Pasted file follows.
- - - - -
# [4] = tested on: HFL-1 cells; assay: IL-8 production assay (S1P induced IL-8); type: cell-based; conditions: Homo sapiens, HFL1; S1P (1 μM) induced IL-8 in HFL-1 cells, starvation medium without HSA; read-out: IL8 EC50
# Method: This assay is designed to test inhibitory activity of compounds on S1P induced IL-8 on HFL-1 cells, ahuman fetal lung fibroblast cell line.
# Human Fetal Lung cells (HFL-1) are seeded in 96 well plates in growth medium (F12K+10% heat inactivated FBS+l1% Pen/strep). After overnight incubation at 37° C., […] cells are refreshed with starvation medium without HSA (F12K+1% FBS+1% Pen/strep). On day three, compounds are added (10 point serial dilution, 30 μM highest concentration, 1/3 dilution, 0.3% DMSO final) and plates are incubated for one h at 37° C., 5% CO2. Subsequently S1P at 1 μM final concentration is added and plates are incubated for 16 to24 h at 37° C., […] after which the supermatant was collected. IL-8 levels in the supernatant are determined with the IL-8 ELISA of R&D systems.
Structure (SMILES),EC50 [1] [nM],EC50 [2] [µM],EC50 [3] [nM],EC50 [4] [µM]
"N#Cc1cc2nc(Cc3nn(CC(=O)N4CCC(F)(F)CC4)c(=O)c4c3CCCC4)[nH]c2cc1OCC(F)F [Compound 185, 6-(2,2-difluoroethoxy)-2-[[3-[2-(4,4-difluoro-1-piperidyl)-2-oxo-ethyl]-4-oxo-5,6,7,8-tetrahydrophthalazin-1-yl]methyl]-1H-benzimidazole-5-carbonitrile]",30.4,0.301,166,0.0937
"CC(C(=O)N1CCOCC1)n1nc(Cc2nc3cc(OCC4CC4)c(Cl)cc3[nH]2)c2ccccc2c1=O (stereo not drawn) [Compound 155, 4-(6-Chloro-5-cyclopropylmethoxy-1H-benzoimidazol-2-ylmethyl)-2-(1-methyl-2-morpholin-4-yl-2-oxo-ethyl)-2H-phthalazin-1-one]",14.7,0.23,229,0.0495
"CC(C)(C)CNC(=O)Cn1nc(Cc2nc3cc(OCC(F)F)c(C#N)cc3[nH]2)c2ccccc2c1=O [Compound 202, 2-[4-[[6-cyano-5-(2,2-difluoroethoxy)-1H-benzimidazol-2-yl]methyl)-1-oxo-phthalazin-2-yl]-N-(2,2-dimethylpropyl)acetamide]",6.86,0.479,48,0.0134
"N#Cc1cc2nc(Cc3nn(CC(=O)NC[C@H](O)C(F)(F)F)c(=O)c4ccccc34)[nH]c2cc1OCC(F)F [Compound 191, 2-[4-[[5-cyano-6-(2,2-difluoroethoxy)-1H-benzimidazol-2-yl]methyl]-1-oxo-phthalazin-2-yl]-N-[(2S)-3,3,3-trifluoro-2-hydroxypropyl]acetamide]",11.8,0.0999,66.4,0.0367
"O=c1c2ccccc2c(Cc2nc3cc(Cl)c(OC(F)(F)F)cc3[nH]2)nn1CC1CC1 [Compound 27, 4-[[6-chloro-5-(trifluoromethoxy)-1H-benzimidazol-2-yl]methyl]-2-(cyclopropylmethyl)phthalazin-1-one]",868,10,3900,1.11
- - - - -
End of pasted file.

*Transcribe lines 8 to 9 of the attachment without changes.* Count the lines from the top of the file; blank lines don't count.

"N#Cc1cc2nc(Cc3nn(CC(=O)NC[C@H](O)C(F)(F)F)c(=O)c4ccccc34)[nH]c2cc1OCC(F)F [Compound 191, 2-[4-[[5-cyano-6-(2,2-difluoroethoxy)-1H-benzimidazol-2-yl]methyl]-1-oxo-phthalazin-2-yl]-N-[(2S)-3,3,3-trifluoro-2-hydroxypropyl]acetamide]",11.8,0.0999,66.4,0.0367
"O=c1c2ccccc2c(Cc2nc3cc(Cl)c(OC(F)(F)F)cc3[nH]2)nn1CC1CC1 [Compound 27, 4-[[6-chloro-5-(trifluoromethoxy)-1H-benzimidazol-2-yl]methyl]-2-(cyclopropylmethyl)phthalazin-1-one]",868,10,3900,1.11